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I SHALL not attempt any laboured encomiums on Shakspeare, or endeavour to set forth his perfections, at a time when such universal and just applause is paid him, and when every tongue is big with his boundless fame. He himself tells us, To gild refined gold, to paint the lily, To throw a ume on the violet, To smooth the ice, or add another hue Unto the rainbow, or with taper-light To seek the beauteous eye of heav'n to garnish, Is wasteful and ridiculous excess. And wasteful and ridiculous indeed it would be; to say any thing in his praise, when presenting the world with such a collection & Bo Auties as perhaps is no where to be met with, and, Ismay very safely affirm, cannot be paralleled from the preductions of any other single author, ancientor modern. There is scarcely a topic, common with other writers, on which he has notexcelled them all; there are many nobly peculiar to himself, where he shines unrivaled, and, like the eagle, properest emblem of his daring genius, soars beyond the common reach, and gazes undazzled on the sun. His flights are sometimes so bold, frigid criticism almost dares to disapprove them; and those narrow minds, which areincapable of elevating their ideas to the sublimity of their author's, are willing to bring them down to a level with their own. Hence many fine passages have been condemned in Shakspeare, as rant, and fustian, intolerable bombast, and turgid nonsense, which, if read with the least glow of the same imagination that warmed the writer's bosom, would

blaze in the robes of sublimity, and obtain the commendations of alonginus. And, unless some of the same spirit that elevated the poet, elevate the reader too, he must not presume to talk of taste and elegance; he will prove a languid reader, an indif. ferent judge, and a far more indifferent critic and COmmentator. It is some time since I first proposed publishing this collection; for Shakspeare was ever, of all modern authors, my chief favourite; and during my relaxations from my more severe and necessary studies at college, I never omitted to read and indulge myselfin the rapturous flights of this delightful and sweetest child of fancy; and when my imagination “has been heated by #o. ardour of his un.'doomon fire, have never failed to lament, that his BEAurors should be so obscured, and that he himself should be āade # kind of stage, for bungling critics, to show, their clumsy activity upon. Pt was my fistintention to have considered each play critically and regularly through all its parts; but as this would have swelled the work beyond proper bounds, I was obliged to confine myself solely to a collection of his Poetical Beauties: and I doubt not, every reader will find so large a fund for observation, so much excellent and refined morality, that he will prize the work as it deserves, and pay, with me, all due adoration to the manes of Shakspeare. Longinus" tells us, that the most infallible test of the true sublime is the impression a performance makes uponour minds, when read or recited. “If.” says he, “a person finds, that a performance transports not his soul, nor exalts his thoughts; that it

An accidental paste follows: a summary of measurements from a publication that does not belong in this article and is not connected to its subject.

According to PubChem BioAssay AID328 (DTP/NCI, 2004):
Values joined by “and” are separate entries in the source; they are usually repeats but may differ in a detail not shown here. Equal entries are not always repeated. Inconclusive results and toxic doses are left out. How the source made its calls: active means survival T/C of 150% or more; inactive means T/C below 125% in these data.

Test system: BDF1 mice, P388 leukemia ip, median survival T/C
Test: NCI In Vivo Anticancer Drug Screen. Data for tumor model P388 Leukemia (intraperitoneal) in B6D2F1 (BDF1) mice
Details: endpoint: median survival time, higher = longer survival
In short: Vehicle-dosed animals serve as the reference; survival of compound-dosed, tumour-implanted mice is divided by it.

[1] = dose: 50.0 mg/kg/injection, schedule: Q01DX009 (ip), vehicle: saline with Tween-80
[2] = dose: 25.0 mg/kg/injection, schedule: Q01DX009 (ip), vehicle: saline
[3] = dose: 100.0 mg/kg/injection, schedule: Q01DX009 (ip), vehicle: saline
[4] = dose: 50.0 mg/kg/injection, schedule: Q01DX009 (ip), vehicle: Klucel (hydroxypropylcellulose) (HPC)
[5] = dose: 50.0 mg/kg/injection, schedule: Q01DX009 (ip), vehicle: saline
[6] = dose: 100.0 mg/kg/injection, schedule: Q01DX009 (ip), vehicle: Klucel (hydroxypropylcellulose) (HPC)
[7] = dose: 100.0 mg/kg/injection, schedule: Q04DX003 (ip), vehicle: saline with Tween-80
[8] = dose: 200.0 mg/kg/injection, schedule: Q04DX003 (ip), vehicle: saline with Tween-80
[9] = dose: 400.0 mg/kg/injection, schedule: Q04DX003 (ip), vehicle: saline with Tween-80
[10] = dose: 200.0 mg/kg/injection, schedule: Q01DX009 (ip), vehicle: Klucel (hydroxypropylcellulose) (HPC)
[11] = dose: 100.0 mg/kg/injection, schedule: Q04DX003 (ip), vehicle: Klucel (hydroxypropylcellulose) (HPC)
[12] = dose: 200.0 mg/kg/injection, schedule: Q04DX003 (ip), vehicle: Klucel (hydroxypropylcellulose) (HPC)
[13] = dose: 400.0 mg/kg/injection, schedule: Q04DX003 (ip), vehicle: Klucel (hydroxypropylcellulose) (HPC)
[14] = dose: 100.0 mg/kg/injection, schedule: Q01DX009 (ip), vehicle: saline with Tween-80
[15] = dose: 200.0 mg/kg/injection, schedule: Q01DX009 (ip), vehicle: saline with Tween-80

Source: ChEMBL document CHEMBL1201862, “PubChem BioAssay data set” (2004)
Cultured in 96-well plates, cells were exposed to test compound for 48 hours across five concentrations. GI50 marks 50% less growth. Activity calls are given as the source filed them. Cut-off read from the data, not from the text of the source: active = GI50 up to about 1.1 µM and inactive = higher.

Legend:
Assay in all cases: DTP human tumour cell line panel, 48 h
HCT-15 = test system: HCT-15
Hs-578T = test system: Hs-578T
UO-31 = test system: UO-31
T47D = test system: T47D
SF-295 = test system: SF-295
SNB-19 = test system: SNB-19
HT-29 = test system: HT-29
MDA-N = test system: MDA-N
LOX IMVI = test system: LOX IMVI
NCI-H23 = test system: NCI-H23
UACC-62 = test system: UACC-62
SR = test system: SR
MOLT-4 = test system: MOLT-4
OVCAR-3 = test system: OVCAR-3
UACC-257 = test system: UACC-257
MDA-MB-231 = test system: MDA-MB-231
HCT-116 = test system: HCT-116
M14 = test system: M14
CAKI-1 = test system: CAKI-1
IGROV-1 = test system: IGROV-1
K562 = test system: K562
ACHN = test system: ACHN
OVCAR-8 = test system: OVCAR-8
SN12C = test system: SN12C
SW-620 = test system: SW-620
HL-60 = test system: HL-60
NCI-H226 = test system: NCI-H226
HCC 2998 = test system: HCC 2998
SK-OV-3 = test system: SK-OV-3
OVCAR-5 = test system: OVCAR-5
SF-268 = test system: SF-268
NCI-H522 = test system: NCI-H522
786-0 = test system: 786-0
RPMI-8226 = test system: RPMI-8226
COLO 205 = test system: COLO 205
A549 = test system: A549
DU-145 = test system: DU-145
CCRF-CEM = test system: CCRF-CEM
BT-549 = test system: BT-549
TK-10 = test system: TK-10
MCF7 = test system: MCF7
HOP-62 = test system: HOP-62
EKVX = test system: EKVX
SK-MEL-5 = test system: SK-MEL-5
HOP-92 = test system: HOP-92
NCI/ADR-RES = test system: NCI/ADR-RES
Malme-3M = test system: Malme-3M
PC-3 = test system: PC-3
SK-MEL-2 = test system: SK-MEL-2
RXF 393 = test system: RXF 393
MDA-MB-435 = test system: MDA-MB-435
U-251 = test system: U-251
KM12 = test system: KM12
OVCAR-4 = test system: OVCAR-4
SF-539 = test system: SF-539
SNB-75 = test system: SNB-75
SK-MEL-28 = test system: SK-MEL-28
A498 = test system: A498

* See Longinus on the Sublime, Sect. 7. The translation in *e text is from the learned Mr. Smith.

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